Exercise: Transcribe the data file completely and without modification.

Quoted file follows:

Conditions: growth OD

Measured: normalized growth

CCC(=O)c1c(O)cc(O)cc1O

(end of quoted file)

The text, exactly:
Conditions: growth OD

Measured: normalized growth

CCC(=O)c1c(O)cc(O)cc1O